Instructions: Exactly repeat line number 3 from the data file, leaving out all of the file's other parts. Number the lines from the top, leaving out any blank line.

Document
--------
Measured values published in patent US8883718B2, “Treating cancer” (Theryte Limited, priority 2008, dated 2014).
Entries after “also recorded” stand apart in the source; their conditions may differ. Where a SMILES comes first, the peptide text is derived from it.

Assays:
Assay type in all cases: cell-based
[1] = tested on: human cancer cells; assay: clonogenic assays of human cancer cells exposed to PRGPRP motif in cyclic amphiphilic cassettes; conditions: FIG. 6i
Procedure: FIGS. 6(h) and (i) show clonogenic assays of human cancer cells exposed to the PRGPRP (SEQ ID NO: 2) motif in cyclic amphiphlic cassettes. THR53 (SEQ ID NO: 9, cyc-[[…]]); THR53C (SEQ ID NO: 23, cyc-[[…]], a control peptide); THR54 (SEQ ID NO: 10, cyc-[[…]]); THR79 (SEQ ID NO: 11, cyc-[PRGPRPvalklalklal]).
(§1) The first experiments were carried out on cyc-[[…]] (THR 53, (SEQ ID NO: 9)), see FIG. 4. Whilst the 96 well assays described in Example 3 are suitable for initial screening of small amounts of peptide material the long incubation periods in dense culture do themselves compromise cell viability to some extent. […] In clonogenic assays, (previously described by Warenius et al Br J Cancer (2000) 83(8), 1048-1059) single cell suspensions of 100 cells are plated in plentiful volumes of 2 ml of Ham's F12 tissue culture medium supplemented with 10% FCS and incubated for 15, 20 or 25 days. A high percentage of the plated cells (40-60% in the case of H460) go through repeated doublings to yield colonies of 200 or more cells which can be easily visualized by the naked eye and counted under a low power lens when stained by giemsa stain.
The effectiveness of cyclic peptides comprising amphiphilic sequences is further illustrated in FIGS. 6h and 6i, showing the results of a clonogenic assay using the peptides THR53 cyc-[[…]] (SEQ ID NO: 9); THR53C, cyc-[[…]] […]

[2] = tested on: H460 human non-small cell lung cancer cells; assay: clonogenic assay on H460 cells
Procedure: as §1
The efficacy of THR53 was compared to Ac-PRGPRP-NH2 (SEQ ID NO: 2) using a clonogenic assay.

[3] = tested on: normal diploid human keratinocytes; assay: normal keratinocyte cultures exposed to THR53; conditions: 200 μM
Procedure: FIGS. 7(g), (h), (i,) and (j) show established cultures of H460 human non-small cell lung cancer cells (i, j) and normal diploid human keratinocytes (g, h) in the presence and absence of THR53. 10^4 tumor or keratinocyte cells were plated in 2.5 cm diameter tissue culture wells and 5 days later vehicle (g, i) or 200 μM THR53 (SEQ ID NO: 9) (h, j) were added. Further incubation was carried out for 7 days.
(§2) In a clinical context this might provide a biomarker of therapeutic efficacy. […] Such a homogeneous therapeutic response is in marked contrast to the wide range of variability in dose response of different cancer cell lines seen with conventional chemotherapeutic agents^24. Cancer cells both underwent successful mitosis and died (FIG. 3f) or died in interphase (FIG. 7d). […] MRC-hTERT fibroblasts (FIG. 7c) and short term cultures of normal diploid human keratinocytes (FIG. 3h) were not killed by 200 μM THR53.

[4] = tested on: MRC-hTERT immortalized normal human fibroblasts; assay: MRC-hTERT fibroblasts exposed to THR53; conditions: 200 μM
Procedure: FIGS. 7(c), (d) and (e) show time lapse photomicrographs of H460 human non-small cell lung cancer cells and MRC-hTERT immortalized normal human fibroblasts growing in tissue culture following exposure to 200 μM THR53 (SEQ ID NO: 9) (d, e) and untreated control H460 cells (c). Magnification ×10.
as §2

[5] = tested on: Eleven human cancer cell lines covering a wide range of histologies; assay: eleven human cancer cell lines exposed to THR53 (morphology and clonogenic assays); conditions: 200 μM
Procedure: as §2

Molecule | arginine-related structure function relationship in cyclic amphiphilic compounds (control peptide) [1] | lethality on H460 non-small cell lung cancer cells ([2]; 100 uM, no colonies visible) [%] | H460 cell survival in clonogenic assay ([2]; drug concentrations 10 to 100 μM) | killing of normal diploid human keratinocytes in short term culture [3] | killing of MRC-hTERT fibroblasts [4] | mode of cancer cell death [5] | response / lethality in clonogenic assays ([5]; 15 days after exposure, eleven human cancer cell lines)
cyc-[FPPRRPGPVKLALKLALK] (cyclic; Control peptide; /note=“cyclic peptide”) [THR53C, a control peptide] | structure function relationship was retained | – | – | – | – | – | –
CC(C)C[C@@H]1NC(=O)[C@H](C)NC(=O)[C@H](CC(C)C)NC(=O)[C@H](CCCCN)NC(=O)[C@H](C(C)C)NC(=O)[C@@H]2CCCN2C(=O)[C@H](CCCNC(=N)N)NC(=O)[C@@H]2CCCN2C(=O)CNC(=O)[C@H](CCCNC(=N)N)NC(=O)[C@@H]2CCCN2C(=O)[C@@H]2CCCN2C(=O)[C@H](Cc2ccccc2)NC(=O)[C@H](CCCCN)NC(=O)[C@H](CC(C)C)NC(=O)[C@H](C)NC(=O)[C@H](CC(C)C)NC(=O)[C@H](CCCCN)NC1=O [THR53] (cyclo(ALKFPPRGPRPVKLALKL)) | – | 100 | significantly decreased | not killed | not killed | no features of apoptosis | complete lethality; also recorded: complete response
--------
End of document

Assays: